Num Ansom cake is known to all Cambodians and is popular during major festivals, especially Pchum Ben. They are an important part of the Khmer identity, but there is only a small group of people – predominantly older women – who understand how to prepare them and wrap them in the traditional banana leaf packaging. This has led to concerns that the knowledge may one day be lost.
The Union of Youth Federations of Cambodia (UYFC) recently organised an event called “Let’s Pack Num Ansom Together”, with many of the young people who participated saying they would like a similar event to be held every year, hoping it would inspire the younger generation to maintain the delicate art.
Among the large crowd at the September 15 event, Thai Sinmonireaksa, a 12th grade student, described how he was excited to be a part of this important traditional activity.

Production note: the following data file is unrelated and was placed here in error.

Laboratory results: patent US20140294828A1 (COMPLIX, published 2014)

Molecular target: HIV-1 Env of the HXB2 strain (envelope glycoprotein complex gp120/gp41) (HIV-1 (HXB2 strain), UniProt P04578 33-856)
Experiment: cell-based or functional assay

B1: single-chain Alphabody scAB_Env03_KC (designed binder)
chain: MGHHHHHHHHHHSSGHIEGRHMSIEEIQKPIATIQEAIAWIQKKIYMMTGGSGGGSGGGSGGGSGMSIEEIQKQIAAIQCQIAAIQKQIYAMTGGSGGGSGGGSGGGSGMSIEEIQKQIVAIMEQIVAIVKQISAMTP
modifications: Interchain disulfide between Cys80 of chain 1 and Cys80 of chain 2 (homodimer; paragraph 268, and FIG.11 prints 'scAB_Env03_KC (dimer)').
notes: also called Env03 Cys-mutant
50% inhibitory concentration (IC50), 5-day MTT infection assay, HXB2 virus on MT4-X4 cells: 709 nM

“I hope that we don’t lose sight of the things that make us Khmer though. If we ignore these traditions, they may be lost to us,” he added.
Khorn Leang Eng, another of the participants, said she was very pleased to learn how to pack these uniquely Khmer cakes from experts.
“Packing Ansom is really difficult! Maybe this is the reason why not many people want to learn any more,” she said.
She encouraged more youths to participate, believing that it would help youths to understand the process, and also experience the community relation building that Cambodians have always had.
Another well known participant, who most people know through environment promoting events “Run with Sai”, Uon Pakthom – known as Sai – admitted that he was a proud Cambodian, but did not know how to prepare the cakes.
“I enjoy the cakes at every festival, but I had no idea how difficult they are to pack,” he said.
He added that he thought it was difficult for young people to learn how to prepare them. Even if they wanted to know, they did not know where they could go to be taught. That was the driving force for the event, he said.
The event was held at the head office of the UYFC in Phnom Penh, and ran for three days from September 15, 17 and 18. The days were selected to correspond with the 5th, 7th and 8th Kan Ben Days, which are part of the 15-day Pchum Ben Observance. The event was open to the public and free of charge.